Knight International Journalism Award Winner: "I Have a Passion for Stories That Change Society"
Oluwatoyosi Ogunseye, the first woman and youngest journalist to edit Nigeria's widely read Sunday Punch newspaper, believes there is one thing that makes a story worth pursuing.
"I have a passion for stories that change society," Ogunseye told IJNet. "It doesn’t have to be change on a very big scale. It could just be change in one person’s life, 10 people’s lives or a community’s life."
As a reporter, Ogunseye, a 2014 Knight International Journalism Award winner, searched for "any story that had to do with me writing the story and something good coming out of it," she said.
And it's worked. Her investigations into a top hospital’s lack of incubators for high-risk infants, a steel plant’s pollution and a school’s dangerous pit latrine, among others, all changed policies and improved living conditions for Nigerians.
As she approaches the end of her second year as executive editor, she talked with IJNet about how she fosters this drive for impact and excellence in the newsroom she leads. Here is her advice for editors:
1. Know your reporters and care for them
Ogunseye knows all her reporters’ strengths and weaknesses. She knows who can finish a story quickly, and who might take a little more time.
“It’s very important not to put all reporters in one bucket and say they’re all the same,” Ogunseye said. “You need to familiarize yourself with your reporters.”
As an observant editor, she also recognizes who has potential. When a 21-year-old male reporter showed eagerness, Ogunseye gave him a big assignment: Find out why Nigerians still suffer from polio when most countries have eradicated the disease.
“I gave him that responsibility because I saw that he was very enthusiastic,” she said. “He might not write it the way I want him to write it, but that can be edited."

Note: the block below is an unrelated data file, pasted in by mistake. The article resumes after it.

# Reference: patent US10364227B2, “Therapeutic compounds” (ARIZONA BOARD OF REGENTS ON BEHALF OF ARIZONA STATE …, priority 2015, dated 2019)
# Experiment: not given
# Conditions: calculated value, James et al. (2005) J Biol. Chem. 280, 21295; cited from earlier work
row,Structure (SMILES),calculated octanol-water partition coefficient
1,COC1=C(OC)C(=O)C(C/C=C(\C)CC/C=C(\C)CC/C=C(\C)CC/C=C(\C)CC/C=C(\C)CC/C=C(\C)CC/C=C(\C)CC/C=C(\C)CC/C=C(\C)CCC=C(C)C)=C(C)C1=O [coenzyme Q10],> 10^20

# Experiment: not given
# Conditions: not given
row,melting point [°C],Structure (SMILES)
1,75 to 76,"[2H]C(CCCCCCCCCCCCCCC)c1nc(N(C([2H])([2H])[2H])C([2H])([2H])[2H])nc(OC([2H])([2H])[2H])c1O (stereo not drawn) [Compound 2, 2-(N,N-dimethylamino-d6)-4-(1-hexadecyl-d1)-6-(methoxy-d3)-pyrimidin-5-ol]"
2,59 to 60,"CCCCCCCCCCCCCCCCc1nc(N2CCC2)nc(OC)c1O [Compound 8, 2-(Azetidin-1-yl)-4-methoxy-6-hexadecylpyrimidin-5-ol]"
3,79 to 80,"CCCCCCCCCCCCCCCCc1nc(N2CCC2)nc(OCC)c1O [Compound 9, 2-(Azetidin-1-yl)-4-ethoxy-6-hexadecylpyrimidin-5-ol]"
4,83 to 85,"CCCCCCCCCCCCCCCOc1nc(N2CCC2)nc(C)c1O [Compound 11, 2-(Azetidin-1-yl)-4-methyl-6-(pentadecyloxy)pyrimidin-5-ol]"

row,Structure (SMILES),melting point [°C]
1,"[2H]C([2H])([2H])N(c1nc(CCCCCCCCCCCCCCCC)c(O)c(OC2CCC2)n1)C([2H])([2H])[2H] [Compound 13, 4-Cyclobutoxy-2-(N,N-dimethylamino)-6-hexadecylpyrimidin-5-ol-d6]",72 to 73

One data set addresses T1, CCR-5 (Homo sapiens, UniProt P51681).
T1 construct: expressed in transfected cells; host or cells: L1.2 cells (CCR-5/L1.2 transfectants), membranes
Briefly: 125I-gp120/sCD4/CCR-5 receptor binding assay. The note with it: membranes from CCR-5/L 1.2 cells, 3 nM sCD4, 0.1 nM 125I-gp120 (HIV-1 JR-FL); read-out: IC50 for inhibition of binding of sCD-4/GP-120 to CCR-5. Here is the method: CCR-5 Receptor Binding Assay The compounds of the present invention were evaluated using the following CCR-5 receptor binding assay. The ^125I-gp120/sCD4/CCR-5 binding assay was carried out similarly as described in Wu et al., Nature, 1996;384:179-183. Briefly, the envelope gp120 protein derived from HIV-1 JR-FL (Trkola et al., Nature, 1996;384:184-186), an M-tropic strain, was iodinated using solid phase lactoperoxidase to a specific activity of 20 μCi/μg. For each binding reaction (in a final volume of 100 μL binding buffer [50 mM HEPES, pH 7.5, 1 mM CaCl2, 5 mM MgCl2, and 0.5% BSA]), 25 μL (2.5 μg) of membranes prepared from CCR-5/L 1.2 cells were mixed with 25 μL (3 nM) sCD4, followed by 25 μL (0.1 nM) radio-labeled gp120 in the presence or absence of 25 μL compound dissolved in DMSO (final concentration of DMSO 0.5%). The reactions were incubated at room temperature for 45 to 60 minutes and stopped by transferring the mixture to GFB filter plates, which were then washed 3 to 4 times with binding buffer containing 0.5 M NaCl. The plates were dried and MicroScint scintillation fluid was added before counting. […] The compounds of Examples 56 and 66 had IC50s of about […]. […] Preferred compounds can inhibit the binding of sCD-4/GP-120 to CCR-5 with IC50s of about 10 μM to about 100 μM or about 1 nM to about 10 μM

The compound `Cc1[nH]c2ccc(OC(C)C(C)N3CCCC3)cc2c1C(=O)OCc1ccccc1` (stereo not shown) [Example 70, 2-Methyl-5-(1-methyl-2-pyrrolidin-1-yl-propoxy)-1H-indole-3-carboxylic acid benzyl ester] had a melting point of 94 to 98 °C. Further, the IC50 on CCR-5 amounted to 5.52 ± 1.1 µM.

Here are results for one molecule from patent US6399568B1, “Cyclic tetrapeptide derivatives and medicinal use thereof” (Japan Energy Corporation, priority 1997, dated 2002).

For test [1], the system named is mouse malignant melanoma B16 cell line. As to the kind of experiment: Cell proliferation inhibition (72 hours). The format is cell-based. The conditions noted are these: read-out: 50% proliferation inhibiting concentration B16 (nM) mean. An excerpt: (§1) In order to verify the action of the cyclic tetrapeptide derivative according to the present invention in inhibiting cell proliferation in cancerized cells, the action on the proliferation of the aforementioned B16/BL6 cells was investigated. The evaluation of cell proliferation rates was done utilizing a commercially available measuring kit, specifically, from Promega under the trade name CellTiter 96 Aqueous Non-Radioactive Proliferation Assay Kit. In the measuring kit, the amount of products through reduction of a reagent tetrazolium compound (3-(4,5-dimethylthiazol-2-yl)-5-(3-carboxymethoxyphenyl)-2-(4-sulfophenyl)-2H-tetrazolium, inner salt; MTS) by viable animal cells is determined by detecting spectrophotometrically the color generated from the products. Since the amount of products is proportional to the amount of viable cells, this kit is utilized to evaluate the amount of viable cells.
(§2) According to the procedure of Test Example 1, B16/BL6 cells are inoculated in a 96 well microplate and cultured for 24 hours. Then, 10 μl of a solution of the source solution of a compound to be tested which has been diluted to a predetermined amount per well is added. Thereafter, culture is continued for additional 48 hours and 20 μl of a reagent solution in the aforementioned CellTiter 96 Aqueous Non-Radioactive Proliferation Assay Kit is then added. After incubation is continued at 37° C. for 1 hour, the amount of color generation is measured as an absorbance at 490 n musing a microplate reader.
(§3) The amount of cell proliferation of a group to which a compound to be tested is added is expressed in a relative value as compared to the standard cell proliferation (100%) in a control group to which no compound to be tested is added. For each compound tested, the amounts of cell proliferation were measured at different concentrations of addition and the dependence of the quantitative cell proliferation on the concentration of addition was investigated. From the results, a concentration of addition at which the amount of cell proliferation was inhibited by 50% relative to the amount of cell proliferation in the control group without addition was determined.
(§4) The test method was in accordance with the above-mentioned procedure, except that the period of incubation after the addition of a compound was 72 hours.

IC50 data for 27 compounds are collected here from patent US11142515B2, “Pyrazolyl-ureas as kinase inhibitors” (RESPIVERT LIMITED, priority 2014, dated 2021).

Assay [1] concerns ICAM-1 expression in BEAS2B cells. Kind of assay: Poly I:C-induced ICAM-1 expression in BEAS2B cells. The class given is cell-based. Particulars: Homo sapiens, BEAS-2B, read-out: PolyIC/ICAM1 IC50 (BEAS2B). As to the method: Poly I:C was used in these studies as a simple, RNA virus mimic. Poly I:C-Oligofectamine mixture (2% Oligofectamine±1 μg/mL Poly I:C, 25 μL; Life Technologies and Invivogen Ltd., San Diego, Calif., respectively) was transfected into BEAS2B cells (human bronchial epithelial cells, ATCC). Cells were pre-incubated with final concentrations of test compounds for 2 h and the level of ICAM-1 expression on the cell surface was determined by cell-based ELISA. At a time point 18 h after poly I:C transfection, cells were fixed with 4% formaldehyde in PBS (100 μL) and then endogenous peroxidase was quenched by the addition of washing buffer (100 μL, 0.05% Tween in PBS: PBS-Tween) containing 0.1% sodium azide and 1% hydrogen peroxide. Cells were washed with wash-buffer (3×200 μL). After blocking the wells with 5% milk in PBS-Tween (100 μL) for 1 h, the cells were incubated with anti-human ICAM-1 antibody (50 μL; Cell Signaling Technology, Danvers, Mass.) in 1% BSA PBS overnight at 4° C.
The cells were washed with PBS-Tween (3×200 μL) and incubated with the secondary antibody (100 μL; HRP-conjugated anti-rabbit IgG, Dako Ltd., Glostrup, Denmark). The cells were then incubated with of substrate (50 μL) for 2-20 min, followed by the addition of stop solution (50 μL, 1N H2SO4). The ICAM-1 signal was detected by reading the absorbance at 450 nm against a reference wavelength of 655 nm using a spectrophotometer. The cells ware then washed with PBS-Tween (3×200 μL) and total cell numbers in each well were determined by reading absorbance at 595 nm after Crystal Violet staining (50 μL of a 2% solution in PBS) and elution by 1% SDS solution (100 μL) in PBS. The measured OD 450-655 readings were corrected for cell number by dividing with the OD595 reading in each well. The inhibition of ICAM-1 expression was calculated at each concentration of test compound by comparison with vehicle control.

2. Foster well-rounded journalists
At Sunday Punch, Ogunseye works hard to make sure reporters’ days aren’t monotonous. She’s made it a requirement that every reporter write at least one news story a day outside his or her beat.
That rule has led to health reporters writing about sports, and entertainment reporters filing business stories. Not only has this created well-rounded reporters ready to handle any story, but it’s also made the paper more diverse.
3. Create competition and a rewards system
Ogunseye makes sure reporters know when they’ve completed a strong story – and when they’ve failed.
Once a week, she’ll announce a story of the week in front of the entire newsroom. The winner gets a small sum of money and a round of applause from the entire staff. She’ll also have the staff applaud other strong stories of the week.
“The fact that the whole newsroom is clapping for you means the next day you’re going to do your next story with so much success and speed,” Ogunseye said.
However, she also calls reporters out in front of the entire newsroom for slacking off. They don't like it, she said, "but the next week they do well. And we all clap for them.”
4. Find stories that will make a difference for your community
As a reporter, Ogunseye insisted on covering stories that could effect change. As an editor, she gives the same assignments to journalists at Sunday Punch.
“I tell them to write stories Nigerians want to read,” she explained. “What are people talking about? What is affecting the average Nigerian?”
Ogunseye tells reporters to gain the community’s trust so that when they have a problem, they know they can call a journalist.
“The people that have these problems buy the newspaper,” she said. “Once they see you’re addressing their problems, you make them trust you.”
In the video below, Ogunseye shares more of her advice for young journalists.
Main image: IJNet photo of Oluwatoyosi Ogunseye by Ashley Nguyen.